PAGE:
“A government-run prize model would upend America’s world-leading IP and regulatory incentive structure, spelling disaster for patients who depend on an innovative and robust biopharmaceutical sector.” – PhRMA
On Thursday morning, the U.S. Senate Committee on Health, Education, Labor & Pensions (HELP) held a legislative markup hearing to debate amendments to S. 2333, the Pandemic and All-Hazards Preparedness and Response Act (PAHPARA), the reauthorization bill to extend the Pandemic and All-Hazards Preparedness Act (PAHPA). If enacted as currently drafted, PAHPARA would direct federal agencies to study alternative models for funding biomedical research, including prize systems that have been routinely rejected as a viable model by pro-innovation advocates.
National Academies, HHS to Collaborate on Innovation Prizes for Drug Development
First enacted in 2006, PAHPA took on a renewed focus during the COVID-19 pandemic when authorities granted and programs established by that law drove much of the federal government’s response to the public health crisis. This September marks the end of PAHPA’s current authorization cycle, by which time Congress will try to extend the legislative package for another five years.
The Senate HELP Committee leadership issued a discussion draft of the 2023 PAHPA reauthorization bill in early July. Since that early draft, the current version of the bill includes Section 308, which directs the Secretary of Health and Human Services (HHS) to collaborate with the National Academies of Sciences, Engineering, and Medicine on a study to examine alternative models for funding biomedical innovation “that delink research and development costs from the prices of drugs, including the progressive replacement of patents and regulatory exclusivities on new drugs.” Specifically, the bill contemplates alternative models based on increased federal support for research and innovation prizes to reward drug development or milestone achievements.
Section 308 of PAHPARA would set aside $3 million in fiscal year 2024 to conduct a two-year study on alternative models for funding biomedical research and innovation. The study would explore dollar amounts for innovation prizes at different stages of research and development for different classes of drugs, the effectiveness of prize models in stimulating innovation when compared to patents, and the anticipated impacts of alternative models on drug development rates, disease burden and federal spending. The study would also report on strategies for a phased transition toward implementing an alternative funding model over time. Section 308 requires the National Academies to hold two public listening sessions to solicit public feedback during the two-year study period.
Increased Federal Bureaucracy Is Not The Answer For Lowering Drug Prices
Claims that drug prices can be reduced by delinking drug development from traditional R&D-to-commercialization pathways have been debunked in the past. In February 2020, weeks before the COVID-19 pandemic upended global society, the Information Technology & Innovation Foundation (ITIF) published a white paper pegging the taxpayer cost of a prize system that could adequately delink private investment from drug R&D at $180 billion per year. Further, ITIF noted that prize models are often improperly funded as it is hard to measure the value of new medicines until they are created.
Drug R&D industry organization Pharmaceutical Research and Manufacturers of America (PhRMA) issued a statement in the leadup to the Senate HELP Committee’s markup session voicing concerns over the impact of Section 308 on drug innovation. In an email addressed by Megan Van Etten, PhRMA’s Deputy VP for Public Affairs, the industry organization decried federally-funded prize systems as a poor substitute for private sector investment:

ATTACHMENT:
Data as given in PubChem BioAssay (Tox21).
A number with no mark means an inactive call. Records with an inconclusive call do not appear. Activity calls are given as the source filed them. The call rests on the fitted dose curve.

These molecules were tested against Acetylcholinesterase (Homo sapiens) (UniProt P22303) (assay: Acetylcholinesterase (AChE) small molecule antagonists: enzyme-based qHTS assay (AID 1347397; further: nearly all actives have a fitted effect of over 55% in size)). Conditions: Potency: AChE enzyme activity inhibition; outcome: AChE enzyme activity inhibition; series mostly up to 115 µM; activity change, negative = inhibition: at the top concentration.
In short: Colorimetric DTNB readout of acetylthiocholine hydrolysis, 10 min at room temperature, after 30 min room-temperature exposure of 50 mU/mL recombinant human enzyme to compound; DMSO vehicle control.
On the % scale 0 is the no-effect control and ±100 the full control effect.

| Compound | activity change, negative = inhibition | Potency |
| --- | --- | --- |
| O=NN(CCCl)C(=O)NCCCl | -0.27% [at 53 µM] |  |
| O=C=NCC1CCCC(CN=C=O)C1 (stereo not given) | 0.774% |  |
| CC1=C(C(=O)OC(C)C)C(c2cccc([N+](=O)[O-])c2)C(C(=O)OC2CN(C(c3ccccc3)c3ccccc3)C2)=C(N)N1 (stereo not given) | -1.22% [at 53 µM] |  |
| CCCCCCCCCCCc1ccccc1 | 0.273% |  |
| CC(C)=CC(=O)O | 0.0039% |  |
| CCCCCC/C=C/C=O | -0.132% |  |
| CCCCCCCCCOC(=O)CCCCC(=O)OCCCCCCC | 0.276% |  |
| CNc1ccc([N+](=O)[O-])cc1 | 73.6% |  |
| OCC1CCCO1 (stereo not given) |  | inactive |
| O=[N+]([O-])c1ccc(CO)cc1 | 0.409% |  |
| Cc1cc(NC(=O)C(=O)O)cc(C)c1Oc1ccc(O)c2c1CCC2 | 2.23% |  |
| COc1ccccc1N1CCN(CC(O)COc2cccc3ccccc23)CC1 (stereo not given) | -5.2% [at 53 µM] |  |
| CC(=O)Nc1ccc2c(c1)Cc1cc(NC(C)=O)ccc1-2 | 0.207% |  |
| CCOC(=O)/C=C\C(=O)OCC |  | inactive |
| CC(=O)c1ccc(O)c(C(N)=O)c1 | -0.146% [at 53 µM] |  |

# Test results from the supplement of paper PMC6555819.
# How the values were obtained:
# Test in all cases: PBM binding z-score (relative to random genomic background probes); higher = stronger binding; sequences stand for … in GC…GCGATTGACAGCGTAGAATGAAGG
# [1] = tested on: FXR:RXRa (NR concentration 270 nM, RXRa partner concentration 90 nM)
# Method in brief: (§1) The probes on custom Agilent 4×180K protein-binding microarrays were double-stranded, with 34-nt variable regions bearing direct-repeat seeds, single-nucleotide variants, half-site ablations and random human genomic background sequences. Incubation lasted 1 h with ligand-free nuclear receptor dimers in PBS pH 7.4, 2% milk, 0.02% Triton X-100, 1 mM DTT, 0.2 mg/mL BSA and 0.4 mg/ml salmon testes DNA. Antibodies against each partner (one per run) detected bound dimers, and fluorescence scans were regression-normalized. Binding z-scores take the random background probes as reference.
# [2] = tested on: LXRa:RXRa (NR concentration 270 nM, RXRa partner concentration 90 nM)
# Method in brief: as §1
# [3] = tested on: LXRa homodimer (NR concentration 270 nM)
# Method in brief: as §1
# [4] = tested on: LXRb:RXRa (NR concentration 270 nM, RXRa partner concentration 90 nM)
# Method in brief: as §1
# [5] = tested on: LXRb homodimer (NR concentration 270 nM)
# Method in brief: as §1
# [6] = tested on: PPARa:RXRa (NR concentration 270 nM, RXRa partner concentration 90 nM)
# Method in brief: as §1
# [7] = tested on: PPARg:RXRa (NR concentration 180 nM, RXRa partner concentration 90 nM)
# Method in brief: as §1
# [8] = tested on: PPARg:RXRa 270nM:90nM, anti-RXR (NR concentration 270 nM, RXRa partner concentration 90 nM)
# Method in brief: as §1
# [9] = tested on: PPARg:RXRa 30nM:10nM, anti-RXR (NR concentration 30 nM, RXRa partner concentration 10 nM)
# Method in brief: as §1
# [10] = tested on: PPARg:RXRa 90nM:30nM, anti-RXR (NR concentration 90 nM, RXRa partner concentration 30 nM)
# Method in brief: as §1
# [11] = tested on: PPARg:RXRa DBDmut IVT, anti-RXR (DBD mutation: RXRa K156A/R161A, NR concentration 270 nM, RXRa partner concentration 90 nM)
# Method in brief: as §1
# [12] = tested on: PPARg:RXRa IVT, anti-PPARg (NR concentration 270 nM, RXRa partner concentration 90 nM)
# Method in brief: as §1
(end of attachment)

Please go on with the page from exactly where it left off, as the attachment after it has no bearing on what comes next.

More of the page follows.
“A winner-takes-all prize fails to recognize the role IP has played in incentivizing and protecting innovation since America’s inception. Patents and regulatory incentives are foundational to advances in medicine that save and improve lives… A government-run prize model would upend America’s world-leading IP and regulatory incentive structure, spelling disaster for patients who depend on an innovative and robust biopharmaceutical sector.”
Expansions to the government’s role in directing drug development in ways that limit private investment can create bureaucratic barriers between patients and lifesaving treatments, a theme that has resounded throughout the COVID-19 pandemic. The proposed waiver to international IP obligations under the World Trade Organization’s (WTO) TRIPS Agreement for COVID-19 medicines and diagnostics was repeatedly met with backlash by drug innovation advocates who pointed out that no data exists to support the idea that patents are a barrier to medicine access. Indeed, Former USPTO Director Andrei Iancu publicly voiced his concerns in January 2022 that such an IP rights waiver would “help kill more people, to be blunt–than save people.” PhRMA argues that a transition to an innovation prize model and away from patents would similarly burden patients by slowing drug development, especially given the price-setting controls enacted by the recently passed Inflation Reduction Act.
PAHPARA Reported Favorably Out of Committee Without Discussion on Section 308
At Wednesday morning’s markup session, the Senate HELP Committee mainly debated a series of amendments and did not discuss the Section 308 provisions on the innovation prize study. During his opening remarks, Committee Chair Sen. Bernie Sanders (I-VT) briefly referenced the study, calling innovation prizes “a transformative new way of paying for the development of prescription drugs… without the burdens of monopolies and high prices.” Following debate on amendments, the Senate HELP Committee favorably reported PAHPA out of committee by a 17-3 vote.